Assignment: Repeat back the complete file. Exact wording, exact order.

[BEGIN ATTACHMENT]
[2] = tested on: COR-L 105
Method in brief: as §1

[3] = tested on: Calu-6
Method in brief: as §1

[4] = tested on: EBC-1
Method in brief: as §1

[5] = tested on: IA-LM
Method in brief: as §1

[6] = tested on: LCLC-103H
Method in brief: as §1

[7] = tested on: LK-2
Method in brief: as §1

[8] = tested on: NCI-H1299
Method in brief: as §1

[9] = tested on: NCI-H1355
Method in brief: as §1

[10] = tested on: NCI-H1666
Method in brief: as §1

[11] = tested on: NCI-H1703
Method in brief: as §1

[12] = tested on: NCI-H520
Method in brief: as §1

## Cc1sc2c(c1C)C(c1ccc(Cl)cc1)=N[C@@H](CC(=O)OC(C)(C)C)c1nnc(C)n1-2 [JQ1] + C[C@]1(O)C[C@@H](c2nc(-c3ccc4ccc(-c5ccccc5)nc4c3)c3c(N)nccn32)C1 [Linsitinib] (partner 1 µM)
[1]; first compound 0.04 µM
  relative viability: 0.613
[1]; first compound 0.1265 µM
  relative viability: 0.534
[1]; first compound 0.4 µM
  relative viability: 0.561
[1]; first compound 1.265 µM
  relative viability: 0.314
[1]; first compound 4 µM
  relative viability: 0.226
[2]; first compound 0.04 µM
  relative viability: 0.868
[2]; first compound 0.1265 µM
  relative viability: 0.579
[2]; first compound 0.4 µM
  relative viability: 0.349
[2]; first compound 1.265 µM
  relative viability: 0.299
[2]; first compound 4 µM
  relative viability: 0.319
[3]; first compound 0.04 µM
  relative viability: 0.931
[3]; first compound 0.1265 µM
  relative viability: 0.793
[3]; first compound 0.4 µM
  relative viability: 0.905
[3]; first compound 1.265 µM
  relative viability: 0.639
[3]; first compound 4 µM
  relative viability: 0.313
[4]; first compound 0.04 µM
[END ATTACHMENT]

[2] = tested on: COR-L 105
Method in brief: as §1

[3] = tested on: Calu-6
Method in brief: as §1

[4] = tested on: EBC-1
Method in brief: as §1

[5] = tested on: IA-LM
Method in brief: as §1

[6] = tested on: LCLC-103H
Method in brief: as §1

[7] = tested on: LK-2
Method in brief: as §1

[8] = tested on: NCI-H1299
Method in brief: as §1

[9] = tested on: NCI-H1355
Method in brief: as §1

[10] = tested on: NCI-H1666
Method in brief: as §1

[11] = tested on: NCI-H1703
Method in brief: as §1

[12] = tested on: NCI-H520
Method in brief: as §1

## Cc1sc2c(c1C)C(c1ccc(Cl)cc1)=N[C@@H](CC(=O)OC(C)(C)C)c1nnc(C)n1-2 [JQ1] + C[C@]1(O)C[C@@H](c2nc(-c3ccc4ccc(-c5ccccc5)nc4c3)c3c(N)nccn32)C1 [Linsitinib] (partner 1 µM)
[1]; first compound 0.04 µM
  relative viability: 0.613
[1]; first compound 0.1265 µM
  relative viability: 0.534
[1]; first compound 0.4 µM
  relative viability: 0.561
[1]; first compound 1.265 µM
  relative viability: 0.314
[1]; first compound 4 µM
  relative viability: 0.226
[2]; first compound 0.04 µM
  relative viability: 0.868
[2]; first compound 0.1265 µM
  relative viability: 0.579
[2]; first compound 0.4 µM
  relative viability: 0.349
[2]; first compound 1.265 µM
  relative viability: 0.299
[2]; first compound 4 µM
  relative viability: 0.319
[3]; first compound 0.04 µM
  relative viability: 0.931
[3]; first compound 0.1265 µM
  relative viability: 0.793
[3]; first compound 0.4 µM
  relative viability: 0.905
[3]; first compound 1.265 µM
  relative viability: 0.639
[3]; first compound 4 µM
  relative viability: 0.313
[4]; first compound 0.04 µM